There are two terms that will be used throughout this post:

  •  Hub – this refers to the central VPN Gateway that all other VPN Gateways will connect to.
  •  Spoke – this refers to an individual VPN Gateway that connects to the Hub


Since there will be a vNet for each region peered with the hub, address spacing should be taken into consideration before creating each Virtual Network in a region. From previous experience, it was considered best practice to:

Address – {shared}.{region_specific}.{subnet}.{instance}

  •  Shared – A common root address was picked for the first octet. This is the best place to avoid conflicts with networks outside of Azure that will connect to the Hub.
  •  Region Specific – Each region would get its own address for the second octet
  •  Subnet – Each subnet in the region would get an address for the third octet
  •  Instance – Finally each assigned IP address would fill the fourth octet

This does not account for third party integration and Site-to-Site integrations. Those require future planning and, as always in business, there is no way to properly plan for every variation.

Create the vNets

Once the planning phase is complete we will create three Virtual Networks in three separate regions. Which Virtual Network is the Hub and which is the Spokes does not matter yet.

  1. Sign in to the Azure portal and select Create a resource. The New page opens.
  2. In the Search the marketplace field, enter virtual network and select Virtual network from the returned list. The Virtual network page opens.

    Locate Virtual Network resource page

  3. From the Select a deployment model list near the bottom of the page, select Resource Manager, and then select Create. The Create virtual network page opens.

    Create virtual network page

  4. On the Create virtual network page, configure the VNet settings. When you fill in the fields, the red exclamation mark becomes a green check mark when the characters you enter in the field are validated. Some values are autofilled, which you can replace with your own values:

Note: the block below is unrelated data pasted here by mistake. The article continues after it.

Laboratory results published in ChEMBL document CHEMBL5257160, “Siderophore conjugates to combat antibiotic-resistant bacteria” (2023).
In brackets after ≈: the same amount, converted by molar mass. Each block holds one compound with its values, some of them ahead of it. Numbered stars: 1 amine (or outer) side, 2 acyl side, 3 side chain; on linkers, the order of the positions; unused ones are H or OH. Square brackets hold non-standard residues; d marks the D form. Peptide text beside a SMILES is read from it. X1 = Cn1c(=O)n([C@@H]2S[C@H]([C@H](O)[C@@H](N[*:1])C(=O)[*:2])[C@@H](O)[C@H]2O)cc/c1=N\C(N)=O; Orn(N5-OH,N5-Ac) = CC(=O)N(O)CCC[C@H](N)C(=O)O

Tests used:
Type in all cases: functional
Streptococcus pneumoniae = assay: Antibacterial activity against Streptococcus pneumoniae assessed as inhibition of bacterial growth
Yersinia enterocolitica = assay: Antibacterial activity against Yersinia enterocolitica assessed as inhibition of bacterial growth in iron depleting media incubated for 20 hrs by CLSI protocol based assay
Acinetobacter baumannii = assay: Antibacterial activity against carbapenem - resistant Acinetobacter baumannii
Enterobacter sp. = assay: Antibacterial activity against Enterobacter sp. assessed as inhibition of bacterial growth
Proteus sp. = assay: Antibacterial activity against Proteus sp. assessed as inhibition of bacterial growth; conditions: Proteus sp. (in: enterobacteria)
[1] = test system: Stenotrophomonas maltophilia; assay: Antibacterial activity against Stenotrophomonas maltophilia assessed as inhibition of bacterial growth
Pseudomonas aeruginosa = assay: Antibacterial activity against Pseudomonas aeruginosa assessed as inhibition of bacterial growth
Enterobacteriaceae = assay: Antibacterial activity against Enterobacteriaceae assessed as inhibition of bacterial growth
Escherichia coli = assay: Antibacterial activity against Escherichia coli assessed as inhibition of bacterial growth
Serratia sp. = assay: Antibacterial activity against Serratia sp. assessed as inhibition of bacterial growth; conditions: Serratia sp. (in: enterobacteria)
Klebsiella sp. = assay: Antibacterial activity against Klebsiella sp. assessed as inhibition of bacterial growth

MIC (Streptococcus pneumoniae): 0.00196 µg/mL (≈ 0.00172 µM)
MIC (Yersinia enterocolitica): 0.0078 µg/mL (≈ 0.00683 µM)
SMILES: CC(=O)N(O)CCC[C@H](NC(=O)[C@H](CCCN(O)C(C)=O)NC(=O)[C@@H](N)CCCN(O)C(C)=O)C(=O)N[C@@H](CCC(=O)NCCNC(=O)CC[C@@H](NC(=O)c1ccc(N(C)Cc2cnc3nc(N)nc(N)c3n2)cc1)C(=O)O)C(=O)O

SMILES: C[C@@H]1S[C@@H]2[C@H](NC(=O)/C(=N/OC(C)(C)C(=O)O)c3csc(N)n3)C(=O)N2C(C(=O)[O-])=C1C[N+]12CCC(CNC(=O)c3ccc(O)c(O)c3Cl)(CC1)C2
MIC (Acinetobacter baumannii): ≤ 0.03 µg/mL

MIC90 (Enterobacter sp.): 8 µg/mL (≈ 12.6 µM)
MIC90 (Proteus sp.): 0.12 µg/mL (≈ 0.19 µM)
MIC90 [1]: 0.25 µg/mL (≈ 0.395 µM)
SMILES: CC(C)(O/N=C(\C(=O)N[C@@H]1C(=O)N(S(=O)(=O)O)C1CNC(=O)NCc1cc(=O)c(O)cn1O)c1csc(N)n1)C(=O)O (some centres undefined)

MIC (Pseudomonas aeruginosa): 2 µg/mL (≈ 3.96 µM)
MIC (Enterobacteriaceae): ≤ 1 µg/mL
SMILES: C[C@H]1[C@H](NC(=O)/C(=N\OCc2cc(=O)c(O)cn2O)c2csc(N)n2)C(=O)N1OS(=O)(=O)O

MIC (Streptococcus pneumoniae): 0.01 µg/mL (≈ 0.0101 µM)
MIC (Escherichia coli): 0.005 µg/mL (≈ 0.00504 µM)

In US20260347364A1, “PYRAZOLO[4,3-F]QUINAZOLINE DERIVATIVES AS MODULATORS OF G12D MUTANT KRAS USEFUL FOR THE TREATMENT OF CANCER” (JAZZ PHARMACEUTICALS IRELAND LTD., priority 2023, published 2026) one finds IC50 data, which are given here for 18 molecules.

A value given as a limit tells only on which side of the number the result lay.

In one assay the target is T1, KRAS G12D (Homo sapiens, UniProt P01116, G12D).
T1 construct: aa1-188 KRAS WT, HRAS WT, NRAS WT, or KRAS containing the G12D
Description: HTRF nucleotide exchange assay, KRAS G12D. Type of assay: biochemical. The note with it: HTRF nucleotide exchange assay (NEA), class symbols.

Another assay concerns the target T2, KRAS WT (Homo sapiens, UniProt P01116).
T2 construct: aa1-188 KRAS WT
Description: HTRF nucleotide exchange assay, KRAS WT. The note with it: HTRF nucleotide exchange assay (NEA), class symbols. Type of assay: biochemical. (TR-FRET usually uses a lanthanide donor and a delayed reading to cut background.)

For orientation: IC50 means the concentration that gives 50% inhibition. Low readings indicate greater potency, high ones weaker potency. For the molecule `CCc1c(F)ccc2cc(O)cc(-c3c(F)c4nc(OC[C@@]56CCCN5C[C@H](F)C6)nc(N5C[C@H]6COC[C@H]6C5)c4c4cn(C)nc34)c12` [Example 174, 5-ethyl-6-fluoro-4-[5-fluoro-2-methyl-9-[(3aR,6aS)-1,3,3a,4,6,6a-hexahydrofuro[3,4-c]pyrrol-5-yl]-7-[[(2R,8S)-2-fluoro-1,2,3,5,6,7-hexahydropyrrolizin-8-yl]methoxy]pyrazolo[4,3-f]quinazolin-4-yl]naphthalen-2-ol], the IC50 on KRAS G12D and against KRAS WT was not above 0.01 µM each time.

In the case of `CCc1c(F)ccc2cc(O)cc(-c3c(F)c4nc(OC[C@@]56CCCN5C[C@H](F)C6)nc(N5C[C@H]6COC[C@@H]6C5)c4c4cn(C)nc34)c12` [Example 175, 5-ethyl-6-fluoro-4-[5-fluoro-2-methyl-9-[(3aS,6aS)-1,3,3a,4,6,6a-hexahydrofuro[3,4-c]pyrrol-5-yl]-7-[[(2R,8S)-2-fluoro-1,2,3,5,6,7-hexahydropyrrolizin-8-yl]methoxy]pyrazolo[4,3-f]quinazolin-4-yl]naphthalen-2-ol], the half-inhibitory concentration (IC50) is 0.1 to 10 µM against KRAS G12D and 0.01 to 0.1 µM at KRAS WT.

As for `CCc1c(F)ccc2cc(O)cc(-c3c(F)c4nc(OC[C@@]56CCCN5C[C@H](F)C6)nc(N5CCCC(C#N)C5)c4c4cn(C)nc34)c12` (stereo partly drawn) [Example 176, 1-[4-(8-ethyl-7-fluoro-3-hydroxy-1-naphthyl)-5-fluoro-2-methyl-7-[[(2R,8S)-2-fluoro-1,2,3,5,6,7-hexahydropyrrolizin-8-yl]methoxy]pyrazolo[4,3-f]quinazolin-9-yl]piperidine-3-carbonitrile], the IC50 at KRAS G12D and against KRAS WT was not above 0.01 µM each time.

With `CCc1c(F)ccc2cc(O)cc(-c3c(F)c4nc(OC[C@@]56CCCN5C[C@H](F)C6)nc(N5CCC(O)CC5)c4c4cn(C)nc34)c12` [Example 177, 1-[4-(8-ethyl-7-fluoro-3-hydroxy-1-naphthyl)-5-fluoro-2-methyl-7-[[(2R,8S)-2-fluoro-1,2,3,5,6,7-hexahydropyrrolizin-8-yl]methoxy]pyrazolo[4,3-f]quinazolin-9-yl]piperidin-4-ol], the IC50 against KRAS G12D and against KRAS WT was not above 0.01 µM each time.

• Name: Enter the name for your virtual network.
    • Address space: Enter the address space. If you have multiple address spaces to add, enter your first address space here. You can add additional address spaces later, after you create the VNet.
    • Subscription: Verify that the subscription listed is the correct one. You can change subscriptions by using the drop-down.
    • Resource group: Select an existing resource group, or create a new one by entering a name for your new resource group. If you’re creating a new group, name the resource group according to your planned configuration values. For more information about resource groups, see Azure Resource Manager overview.
    • Location: Select the location for your VNet. The location determines where the resources that you deploy to this VNet will live.
    • Subnet: Add the subnet Name and subnet Address range. You can add additional subnets later, after you create the VNet.
  5. Select Create.

Before creating a virtual network gateway for your virtual network, you first need to create the gateway subnet. The gateway subnet contains the IP addresses that are used by the virtual network gateway. If possible, it’s best to create a gateway subnet by using a CIDR block of /28 or /27 to provide enough IP addresses to accommodate future additional configuration requirements.